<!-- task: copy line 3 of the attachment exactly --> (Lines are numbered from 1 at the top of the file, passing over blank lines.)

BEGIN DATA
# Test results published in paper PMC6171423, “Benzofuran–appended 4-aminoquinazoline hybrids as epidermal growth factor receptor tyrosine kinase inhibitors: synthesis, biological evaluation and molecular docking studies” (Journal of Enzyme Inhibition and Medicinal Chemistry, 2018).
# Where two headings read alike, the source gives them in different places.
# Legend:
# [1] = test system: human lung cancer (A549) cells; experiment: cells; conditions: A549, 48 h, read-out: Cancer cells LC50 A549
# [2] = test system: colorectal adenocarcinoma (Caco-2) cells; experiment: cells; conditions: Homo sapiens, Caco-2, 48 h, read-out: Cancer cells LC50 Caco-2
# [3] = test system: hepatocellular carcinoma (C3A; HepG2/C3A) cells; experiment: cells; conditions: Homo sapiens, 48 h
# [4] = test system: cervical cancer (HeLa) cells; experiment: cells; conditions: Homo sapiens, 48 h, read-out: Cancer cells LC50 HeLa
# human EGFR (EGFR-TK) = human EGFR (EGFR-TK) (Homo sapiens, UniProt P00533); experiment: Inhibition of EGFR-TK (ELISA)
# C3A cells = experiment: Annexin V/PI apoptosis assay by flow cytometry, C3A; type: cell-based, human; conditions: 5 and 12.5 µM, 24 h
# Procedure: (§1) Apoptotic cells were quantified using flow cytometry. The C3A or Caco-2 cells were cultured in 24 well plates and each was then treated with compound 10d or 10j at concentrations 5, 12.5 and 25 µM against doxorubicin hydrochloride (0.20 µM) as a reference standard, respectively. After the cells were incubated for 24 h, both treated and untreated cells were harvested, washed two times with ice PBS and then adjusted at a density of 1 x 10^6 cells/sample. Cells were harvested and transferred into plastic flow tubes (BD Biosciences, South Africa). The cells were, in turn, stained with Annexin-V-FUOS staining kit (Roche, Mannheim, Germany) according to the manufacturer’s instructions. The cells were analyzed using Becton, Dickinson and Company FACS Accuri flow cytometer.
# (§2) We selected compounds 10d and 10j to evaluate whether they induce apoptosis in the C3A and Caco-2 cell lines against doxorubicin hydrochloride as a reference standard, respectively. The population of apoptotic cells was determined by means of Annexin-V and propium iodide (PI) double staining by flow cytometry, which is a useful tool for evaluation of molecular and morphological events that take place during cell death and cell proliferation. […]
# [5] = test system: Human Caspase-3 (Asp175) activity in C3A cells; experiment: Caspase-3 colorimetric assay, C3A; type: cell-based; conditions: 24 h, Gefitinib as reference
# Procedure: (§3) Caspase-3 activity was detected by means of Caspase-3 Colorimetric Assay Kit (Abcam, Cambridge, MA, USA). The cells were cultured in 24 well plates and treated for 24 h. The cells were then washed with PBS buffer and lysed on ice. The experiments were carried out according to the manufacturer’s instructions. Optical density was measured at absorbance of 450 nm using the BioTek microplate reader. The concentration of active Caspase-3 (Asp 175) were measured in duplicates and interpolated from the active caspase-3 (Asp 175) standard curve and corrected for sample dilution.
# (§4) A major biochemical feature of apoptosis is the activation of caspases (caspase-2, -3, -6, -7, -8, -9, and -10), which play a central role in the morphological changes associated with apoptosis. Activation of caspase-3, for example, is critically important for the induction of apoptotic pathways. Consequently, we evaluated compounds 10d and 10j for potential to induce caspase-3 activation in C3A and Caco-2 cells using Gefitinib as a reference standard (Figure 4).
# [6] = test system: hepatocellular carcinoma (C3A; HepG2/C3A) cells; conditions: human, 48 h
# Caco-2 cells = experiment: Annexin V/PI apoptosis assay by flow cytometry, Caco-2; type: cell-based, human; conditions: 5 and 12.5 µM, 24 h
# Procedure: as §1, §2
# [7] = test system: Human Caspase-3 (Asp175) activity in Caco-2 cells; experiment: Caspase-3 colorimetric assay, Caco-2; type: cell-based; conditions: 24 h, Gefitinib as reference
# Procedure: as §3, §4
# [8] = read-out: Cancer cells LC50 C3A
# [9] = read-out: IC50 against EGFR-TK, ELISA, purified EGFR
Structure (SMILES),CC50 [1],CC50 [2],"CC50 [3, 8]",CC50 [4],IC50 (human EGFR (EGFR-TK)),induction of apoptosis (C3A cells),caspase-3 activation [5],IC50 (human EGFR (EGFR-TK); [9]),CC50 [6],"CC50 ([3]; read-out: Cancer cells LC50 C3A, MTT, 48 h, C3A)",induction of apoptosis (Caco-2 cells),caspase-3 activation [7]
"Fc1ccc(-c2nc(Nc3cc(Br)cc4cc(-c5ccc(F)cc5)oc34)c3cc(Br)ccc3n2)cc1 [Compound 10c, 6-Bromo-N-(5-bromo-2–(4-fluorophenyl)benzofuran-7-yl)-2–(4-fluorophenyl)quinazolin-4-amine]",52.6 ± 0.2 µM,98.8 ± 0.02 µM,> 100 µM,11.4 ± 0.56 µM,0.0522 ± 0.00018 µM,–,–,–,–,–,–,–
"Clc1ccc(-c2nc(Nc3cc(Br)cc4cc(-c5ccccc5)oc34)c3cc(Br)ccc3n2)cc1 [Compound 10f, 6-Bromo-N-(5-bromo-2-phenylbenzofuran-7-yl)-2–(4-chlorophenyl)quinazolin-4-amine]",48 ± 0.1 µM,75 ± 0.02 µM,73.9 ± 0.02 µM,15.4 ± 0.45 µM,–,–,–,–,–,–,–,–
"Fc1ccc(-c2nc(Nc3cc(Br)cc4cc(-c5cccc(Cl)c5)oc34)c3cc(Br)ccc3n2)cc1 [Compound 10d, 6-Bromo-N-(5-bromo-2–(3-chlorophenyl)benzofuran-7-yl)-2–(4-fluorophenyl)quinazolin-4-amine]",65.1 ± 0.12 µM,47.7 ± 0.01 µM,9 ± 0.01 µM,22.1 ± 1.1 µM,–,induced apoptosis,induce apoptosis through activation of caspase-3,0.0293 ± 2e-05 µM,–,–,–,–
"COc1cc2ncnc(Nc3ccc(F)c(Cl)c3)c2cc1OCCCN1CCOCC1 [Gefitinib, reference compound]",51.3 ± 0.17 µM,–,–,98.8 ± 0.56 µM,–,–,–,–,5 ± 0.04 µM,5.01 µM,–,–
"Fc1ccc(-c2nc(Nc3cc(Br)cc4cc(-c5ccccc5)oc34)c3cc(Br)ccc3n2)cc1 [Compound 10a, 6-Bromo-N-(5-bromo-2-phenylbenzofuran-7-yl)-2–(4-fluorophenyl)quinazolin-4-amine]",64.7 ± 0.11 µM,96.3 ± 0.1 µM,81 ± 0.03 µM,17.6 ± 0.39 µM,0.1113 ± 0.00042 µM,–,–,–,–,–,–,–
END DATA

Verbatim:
# Legend: